It comes as no surprise that COVID-19 has changed our routines.
Some may be returning to work with the same schedule and new precautions; some may continue to work from home for the foreseeable future; some may not be returning quite yet, or experiencing a spouse’s return to work. The next few months will look different for everyone, and the feelings around this shift will vary too.
Here are some tips for managing what’s next:
- Recognise and acknowledge your emotions. Accept any feelings of uncertainty and the loss of normalcy. We often feel a need to fight emotions, when recognizing and accepting those feelings from what they are can help manage them.Communicate. If you have concerns about returning to work and what that will look like, talk about it.
- Communicating with your bosses, co-workers, and partners can ease concerns and help everyone level-set expectations during a transition back.
- Do what is in your control.You may see people not following social distancing guidelines or businesses open up you don’t agree with, and understandably that can feel frustrating. You may also notice people behavior differently depending on their risk factors or concerns with COVID-19. Instead of focusing on that, look to what you can control and do what is reasonable and comfortable for you. Look to reputable organizations like the CDC and World Health Organization for guidance and follow their recommendations.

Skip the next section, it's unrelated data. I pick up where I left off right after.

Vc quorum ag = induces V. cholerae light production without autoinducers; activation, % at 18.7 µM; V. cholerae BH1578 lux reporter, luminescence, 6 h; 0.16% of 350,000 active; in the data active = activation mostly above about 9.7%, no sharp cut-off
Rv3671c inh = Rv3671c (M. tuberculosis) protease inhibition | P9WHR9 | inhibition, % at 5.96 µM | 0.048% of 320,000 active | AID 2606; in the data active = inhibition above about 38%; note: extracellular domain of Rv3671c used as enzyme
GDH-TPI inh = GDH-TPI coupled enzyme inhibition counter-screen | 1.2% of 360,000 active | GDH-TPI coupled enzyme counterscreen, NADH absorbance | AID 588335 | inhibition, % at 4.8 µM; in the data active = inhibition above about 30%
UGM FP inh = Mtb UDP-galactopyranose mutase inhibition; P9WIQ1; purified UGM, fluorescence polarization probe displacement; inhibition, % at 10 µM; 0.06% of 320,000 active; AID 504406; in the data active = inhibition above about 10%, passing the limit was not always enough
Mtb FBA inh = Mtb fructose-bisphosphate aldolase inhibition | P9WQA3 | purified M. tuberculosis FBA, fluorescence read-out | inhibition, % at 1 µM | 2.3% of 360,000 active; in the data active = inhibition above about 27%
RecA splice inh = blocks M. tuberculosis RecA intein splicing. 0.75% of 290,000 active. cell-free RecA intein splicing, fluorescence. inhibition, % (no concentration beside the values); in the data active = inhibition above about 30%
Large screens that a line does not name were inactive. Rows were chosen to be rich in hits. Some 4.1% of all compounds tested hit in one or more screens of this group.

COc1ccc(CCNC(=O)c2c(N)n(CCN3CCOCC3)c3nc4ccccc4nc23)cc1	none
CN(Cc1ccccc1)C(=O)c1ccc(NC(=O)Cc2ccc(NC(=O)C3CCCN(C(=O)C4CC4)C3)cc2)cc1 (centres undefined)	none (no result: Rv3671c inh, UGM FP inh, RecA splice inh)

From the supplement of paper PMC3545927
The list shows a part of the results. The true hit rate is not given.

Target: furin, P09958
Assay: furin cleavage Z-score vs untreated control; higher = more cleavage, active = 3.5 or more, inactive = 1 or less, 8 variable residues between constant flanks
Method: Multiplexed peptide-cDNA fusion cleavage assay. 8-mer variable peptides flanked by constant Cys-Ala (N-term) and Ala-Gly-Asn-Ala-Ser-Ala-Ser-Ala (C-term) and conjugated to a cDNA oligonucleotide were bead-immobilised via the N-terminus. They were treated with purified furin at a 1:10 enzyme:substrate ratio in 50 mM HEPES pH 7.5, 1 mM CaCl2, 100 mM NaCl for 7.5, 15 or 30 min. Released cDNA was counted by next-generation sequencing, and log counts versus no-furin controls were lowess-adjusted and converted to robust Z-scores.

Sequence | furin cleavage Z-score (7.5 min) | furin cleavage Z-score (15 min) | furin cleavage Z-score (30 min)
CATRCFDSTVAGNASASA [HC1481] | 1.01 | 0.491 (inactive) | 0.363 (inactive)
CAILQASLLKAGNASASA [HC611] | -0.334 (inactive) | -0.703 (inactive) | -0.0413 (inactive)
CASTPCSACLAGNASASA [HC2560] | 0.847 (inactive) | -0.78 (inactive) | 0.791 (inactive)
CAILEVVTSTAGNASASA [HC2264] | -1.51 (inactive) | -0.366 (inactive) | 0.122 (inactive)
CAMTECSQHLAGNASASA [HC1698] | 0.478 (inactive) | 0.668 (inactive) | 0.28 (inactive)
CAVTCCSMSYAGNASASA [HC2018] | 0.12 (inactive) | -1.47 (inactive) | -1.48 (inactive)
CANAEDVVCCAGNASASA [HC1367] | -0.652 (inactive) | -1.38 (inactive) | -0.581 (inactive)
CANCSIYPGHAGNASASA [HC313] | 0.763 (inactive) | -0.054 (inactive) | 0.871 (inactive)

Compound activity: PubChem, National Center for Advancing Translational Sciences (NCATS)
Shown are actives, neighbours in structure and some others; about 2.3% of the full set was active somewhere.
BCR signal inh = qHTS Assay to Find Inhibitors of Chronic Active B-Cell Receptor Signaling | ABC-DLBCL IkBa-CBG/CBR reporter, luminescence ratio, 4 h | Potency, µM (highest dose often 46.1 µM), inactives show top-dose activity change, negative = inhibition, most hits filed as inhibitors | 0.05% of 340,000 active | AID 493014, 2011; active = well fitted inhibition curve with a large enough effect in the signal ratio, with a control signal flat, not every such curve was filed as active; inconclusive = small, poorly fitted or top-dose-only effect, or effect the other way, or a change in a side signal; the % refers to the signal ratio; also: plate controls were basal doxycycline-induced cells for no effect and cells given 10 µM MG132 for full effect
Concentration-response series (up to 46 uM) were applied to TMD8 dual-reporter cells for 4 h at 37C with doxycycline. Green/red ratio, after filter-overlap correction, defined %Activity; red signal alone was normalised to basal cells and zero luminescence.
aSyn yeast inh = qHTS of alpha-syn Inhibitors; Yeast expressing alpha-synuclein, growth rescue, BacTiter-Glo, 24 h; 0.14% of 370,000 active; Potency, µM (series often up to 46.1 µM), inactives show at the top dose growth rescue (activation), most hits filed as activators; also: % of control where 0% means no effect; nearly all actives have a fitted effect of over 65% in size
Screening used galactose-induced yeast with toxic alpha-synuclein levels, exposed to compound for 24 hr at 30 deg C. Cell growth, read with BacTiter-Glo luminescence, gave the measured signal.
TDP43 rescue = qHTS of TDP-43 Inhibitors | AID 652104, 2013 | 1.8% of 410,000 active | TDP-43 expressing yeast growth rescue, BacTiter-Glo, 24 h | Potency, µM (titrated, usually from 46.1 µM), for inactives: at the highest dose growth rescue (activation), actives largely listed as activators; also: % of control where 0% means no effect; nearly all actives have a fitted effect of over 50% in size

- Be realistic. It may also seem like returning to work will be the return of most things as they used to be with more headspace to focus on physical activity, nutrition, and other things wellness related that may have been on the back-burner the last few months. The transition back may take time; be realistic in how habits will need to be adjusted and readjusted as the return to work unfolds.
- Monitor your emotional well-being and look for tools to help manage stress.Keep checking in with yourself, and if you do find your emotional well-being taking a toll, look for resources that can help. This could be your company’s EAP, outreach to a counselor, a mindfulness app, or a phone call to a friend.